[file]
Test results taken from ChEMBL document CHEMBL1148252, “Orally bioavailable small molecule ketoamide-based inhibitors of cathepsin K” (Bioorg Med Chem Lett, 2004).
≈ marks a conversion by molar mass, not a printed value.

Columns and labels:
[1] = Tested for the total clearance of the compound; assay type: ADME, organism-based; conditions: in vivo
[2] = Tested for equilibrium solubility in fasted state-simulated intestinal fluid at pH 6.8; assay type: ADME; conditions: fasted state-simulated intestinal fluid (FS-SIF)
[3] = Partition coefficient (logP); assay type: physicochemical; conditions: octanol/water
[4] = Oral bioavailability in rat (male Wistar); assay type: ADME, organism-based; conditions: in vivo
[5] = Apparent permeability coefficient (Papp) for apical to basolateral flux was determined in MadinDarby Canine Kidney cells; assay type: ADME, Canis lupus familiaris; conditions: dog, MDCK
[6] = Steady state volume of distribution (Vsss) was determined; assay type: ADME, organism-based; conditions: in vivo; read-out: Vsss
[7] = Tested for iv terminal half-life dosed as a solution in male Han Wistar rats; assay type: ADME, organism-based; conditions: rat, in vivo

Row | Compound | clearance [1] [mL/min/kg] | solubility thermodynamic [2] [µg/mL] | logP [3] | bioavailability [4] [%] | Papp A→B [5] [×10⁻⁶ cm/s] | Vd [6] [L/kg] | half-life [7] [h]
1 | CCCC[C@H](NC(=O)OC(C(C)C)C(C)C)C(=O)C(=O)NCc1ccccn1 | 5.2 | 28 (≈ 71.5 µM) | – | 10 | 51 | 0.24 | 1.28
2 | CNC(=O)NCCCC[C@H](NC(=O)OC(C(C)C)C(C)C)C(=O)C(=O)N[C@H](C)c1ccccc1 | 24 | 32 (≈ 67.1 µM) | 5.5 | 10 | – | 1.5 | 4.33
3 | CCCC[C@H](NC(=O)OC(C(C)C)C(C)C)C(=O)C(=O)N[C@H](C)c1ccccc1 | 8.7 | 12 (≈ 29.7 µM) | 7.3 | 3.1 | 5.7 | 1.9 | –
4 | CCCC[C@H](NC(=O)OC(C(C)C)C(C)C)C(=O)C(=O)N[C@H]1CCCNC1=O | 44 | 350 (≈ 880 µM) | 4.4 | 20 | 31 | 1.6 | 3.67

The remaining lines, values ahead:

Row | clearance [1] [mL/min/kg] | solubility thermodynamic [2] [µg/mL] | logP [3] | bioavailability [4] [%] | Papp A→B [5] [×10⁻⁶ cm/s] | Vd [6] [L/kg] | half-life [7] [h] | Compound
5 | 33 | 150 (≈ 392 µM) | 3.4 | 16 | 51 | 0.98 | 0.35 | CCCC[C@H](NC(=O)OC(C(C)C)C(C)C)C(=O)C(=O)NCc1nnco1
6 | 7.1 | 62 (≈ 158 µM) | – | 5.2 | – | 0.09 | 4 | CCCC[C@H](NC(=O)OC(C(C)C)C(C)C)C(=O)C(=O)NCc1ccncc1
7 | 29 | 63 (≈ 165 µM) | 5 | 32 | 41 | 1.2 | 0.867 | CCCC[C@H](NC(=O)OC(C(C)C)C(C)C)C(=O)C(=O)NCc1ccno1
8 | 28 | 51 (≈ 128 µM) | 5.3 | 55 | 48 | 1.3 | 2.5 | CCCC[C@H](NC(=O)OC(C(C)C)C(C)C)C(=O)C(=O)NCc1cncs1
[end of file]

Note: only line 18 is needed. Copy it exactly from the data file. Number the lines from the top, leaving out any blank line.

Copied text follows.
5 | 33 | 150 (≈ 392 µM) | 3.4 | 16 | 51 | 0.98 | 0.35 | CCCC[C@H](NC(=O)OC(C(C)C)C(C)C)C(=O)C(=O)NCc1nnco1